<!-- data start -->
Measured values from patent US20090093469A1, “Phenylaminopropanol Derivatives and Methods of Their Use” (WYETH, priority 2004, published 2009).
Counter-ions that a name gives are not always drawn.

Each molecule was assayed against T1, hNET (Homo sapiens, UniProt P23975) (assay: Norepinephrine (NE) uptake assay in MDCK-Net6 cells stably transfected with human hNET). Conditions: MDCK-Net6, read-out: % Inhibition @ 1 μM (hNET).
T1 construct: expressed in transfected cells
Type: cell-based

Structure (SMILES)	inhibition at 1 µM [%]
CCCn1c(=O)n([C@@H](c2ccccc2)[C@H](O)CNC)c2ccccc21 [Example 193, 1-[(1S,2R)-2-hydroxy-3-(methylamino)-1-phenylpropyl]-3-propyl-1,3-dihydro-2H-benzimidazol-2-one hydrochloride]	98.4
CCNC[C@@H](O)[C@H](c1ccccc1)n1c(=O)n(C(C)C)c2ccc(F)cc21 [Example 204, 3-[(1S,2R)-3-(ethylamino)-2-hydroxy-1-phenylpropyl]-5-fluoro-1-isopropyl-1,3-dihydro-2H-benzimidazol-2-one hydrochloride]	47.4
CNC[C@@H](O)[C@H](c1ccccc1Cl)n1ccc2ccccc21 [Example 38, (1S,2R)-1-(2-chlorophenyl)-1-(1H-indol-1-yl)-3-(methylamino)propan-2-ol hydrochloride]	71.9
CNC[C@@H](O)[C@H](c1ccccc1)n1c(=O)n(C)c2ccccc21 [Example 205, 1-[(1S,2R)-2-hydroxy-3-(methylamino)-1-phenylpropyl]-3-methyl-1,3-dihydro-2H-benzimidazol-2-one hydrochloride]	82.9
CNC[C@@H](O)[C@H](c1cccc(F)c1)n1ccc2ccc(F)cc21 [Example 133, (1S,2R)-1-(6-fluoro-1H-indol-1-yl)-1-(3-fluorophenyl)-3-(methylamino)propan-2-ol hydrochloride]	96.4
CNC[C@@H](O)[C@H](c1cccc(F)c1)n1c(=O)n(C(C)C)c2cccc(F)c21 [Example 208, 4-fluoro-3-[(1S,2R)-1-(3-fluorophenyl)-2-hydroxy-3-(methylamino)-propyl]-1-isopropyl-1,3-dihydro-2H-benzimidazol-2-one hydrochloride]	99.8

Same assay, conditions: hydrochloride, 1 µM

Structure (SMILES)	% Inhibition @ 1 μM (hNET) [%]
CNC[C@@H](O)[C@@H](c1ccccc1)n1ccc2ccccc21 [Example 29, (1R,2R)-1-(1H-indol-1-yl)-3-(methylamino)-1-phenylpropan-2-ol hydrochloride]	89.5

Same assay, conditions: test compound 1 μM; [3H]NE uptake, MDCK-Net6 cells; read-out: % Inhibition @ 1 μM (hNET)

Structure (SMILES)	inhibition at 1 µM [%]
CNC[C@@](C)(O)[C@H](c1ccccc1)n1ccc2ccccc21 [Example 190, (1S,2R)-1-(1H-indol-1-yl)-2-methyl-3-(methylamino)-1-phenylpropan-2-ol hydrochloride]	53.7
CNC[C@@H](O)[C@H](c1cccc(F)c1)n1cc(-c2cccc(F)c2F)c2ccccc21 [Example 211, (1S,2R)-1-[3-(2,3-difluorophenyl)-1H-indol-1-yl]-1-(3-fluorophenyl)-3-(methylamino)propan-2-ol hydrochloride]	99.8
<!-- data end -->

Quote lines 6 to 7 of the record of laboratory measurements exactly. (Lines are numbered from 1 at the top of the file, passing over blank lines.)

Structure (SMILES)	inhibition at 1 µM [%]
CCCn1c(=O)n([C@@H](c2ccccc2)[C@H](O)CNC)c2ccccc21 [Example 193, 1-[(1S,2R)-2-hydroxy-3-(methylamino)-1-phenylpropyl]-3-propyl-1,3-dihydro-2H-benzimidazol-2-one hydrochloride]	98.4